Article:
Sunday: Ani DiFranco at 9:30 Club

Ani DiFranco; Credit: Daymon Gardner

Has there ever been a babe more righteous than Ani DiFranco? An idiosyncratic musical magpie, DiFranco finds the shiniest pieces of punk, jazz, funk, soul, and hip-hop and then weaves them together with her indie sound creating a musical nest, both homey and glittering. In her 25-year career, the Buffalo-born folkster has always been the queen of DIY-ness, launching her own label, Righteous Babe Records, when she was still a teen, recording more than 20 solo studio albums (all on her own label, natch), and creating her own temple for musical performances—Babeville, in an old church in the Queen City. (This former Buffalonian remembers seeing DiFranco in the crowds at shows throughout the late ’90s, sometimes hopping onstage to perform with touring bands like funk superstars Maceo Parker.) Her staccato strumming, clever wordplay, and speak-singing leading into delicate choruses have been her trademarks from her mainstream breakthrough albums Dilate (1996) and classic double live album Living in Clip (1997), recently reissued in a deluxe 25th-anniversary album. One of the essential ’90s artists, DiFranco is having a renaissance, still producing standout records and releasing her raw memoir, No Walls and the Recurring Dream (2019). Her most recent musical efforts—Binary (2017) and Revolutionary Love (2021)—show the artist maturing and maybe mellowing out, influenced by her New Orleans home with its jazzy horns and soulful settings. An acoustic activist, she has fully embodied the principles of folk music—creating community and fighting for social change at the grassroots level. She has collaborated with fellow folk stars including Arlo Guthrie, Billy Bragg, Pete Seeger, and the Indigo Girls, as well as Prince on recordings and concerts. For this show, DiFranco will be joined by label mates and Berkeley-based, classically trained duo Gracie and Rachel; Jocelyn Mackenzie, a Brooklyn-based psychic who creates haunting hooks, and the unforgettable songstress Holly Miranda. The Righteous Babes Review featuring Ani DiFranco starts at 7 p.m. on Nov. 20 at 9:30 Club, 815 V St. NW. $41. —Colleen Kennedy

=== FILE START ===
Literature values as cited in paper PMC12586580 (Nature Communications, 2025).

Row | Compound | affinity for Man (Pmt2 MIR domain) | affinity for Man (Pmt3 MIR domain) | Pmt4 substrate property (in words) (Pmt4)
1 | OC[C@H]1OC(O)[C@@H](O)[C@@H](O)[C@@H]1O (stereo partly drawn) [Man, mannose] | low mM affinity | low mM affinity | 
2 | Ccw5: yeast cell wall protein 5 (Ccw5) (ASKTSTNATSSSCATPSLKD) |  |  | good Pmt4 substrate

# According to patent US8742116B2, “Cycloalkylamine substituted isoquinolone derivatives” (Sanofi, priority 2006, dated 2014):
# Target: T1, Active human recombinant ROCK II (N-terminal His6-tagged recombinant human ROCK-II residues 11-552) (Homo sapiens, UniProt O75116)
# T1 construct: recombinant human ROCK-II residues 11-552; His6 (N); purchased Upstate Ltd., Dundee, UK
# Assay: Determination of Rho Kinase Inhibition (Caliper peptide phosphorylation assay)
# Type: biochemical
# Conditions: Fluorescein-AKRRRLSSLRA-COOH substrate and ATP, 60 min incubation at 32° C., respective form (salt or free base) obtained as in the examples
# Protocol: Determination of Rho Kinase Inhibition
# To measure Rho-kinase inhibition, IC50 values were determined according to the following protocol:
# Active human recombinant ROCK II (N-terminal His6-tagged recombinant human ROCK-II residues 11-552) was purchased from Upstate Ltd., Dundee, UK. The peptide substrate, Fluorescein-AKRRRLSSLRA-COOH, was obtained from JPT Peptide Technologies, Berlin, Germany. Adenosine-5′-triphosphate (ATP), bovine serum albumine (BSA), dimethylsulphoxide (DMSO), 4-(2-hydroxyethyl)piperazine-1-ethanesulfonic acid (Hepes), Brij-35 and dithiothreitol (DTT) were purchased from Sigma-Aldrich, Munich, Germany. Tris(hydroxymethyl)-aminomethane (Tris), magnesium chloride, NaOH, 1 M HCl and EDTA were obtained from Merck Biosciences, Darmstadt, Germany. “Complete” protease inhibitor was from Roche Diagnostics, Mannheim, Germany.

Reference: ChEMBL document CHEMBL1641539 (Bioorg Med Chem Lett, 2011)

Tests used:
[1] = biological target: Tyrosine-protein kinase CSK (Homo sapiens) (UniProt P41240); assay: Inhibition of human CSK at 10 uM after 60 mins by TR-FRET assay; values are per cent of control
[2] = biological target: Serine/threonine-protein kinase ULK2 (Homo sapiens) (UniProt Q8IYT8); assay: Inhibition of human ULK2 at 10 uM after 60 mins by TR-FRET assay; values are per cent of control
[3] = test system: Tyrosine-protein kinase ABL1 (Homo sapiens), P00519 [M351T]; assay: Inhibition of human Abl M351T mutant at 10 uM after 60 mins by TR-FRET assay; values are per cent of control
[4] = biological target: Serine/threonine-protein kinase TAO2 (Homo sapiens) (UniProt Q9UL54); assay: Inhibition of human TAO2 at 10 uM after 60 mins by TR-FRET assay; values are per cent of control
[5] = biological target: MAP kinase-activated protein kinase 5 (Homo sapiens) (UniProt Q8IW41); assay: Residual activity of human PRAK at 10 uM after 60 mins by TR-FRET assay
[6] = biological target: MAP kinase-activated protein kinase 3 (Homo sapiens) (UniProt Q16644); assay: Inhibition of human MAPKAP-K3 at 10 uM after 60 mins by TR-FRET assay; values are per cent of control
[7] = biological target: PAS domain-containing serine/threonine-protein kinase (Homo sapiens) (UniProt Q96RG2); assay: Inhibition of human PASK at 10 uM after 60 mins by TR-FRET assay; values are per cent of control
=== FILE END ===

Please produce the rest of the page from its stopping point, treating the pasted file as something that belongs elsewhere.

Daily, Thursday to Thursday: You Resemble Me at Angelika Pop-Up

Courtesy of Dedza Films

You Resemble Me, the new French drama from former journalist Dina Amer, builds inexorably in its power. At first, Amer and co-screenwriter Omar Mullick focus on two sisters, Hasna (Lorenza Grimaudo) and Miriam (Ilonna Grimaudo), who have a happy-go-lucky childhood in Paris. Amer’s camera is stubbornly subjective, rarely going outside the perspective of Hasna, the oldest sister, who is fiercely protective. In the fringes of the frame, the film suggests their life nonetheless has difficulties: Because their mother is not much of a provider, they are functionally homeless and have run-ins with French social services. More importantly, Hasna and Miriam are both Muslim, struggling to make sense of their identity where they want to be faithful while enjoying Western culture. This leads to an intense, increasingly suspenseful section of Hasna as an adult, where her identity crisis is so profound that Amer literally has different actors play the character (Sabrina Ouazani and Mouna Soualem), a daring reflection of how she cannot decide where she belongs. But what makes the film important is its final minutes, where Amer weaves documentary into Hasna’s story, which is as tragic as it is frustrating. Her final days were filled with terror, seemingly coming from all directions, and in the aftermath of her untimely death—she was wrongly accused of being a suicide bomber—she became the easy target of a lazy media frenzy. Amer’s angry film is a reminder that it takes real diligence and compassion to understand someone fully, and that difficult work is all the more important when they are so terribly misunderstood. You Resemble Me shows daily from Nov. 17 to 24 at Angelika Pop-Up, 550 Penn St. NE. $9–$11. —Alan Zilberman